The Japanese disappeared from their enclave almost overnight and African Americans, who came mainly from the deep South to work in Bay Area shipyards and defense plants but were not welcome in other neighborhoods, promptly moved in. By the end of the World War II the Fillmore neighborhood became a thriving black community of approximately 30,000 people. The good war wages combined with the need for entertainment led to a lively neighborhood club scene. All of the great jazz stars of the time came to town to play. The Fillmore became known as “Harlem West”.
The good times continued into the 1950s but after the World War II whites started to increasingly move into the new housing in the suburbs leaving minorities in the older housing stock. With fewer economic opportunities for blacks after the war’s end the Fillmore started to decline and later became the prime target for what is known as “slum clearance”. Starting from the late 1950s and lasting for about a decade, the mostly African American residents of the neighborhood were forced from their homes and their properties were condemned and torn down with whole city blocks of Victorians disappearing.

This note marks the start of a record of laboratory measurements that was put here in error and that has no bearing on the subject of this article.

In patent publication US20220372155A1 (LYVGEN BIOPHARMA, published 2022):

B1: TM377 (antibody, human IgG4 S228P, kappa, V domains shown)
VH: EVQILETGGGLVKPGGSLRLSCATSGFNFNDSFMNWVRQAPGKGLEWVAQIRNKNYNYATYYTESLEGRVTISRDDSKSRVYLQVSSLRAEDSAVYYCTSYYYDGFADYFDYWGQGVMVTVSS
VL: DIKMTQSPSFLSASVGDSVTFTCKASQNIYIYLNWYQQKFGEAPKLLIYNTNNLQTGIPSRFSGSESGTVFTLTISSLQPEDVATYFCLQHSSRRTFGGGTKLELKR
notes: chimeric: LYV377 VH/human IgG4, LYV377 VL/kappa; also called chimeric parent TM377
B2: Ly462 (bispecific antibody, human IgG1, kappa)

Many consider the Fillmore district’s redevelopment project unsuccessful and regrettable. Post-redevelopment, encroaching gentrification and the physical decay of cheaply constructed housing complexes have led to a neighborhood of start contrasts between rich and poor. In the 1990s-2000s, the area underwent yet another wave of urban renewal in the form of the new “Jazz District” along Fillmore Street with mostly upscale jazz-themed restaurants, bars and condominium construction.
Japantown also saw significant changes with new housing rising and as an acknowledgement to the neighborhood’s past, a modern Japan Center was built with neighboring buildings featuring traditional Japanese architecture.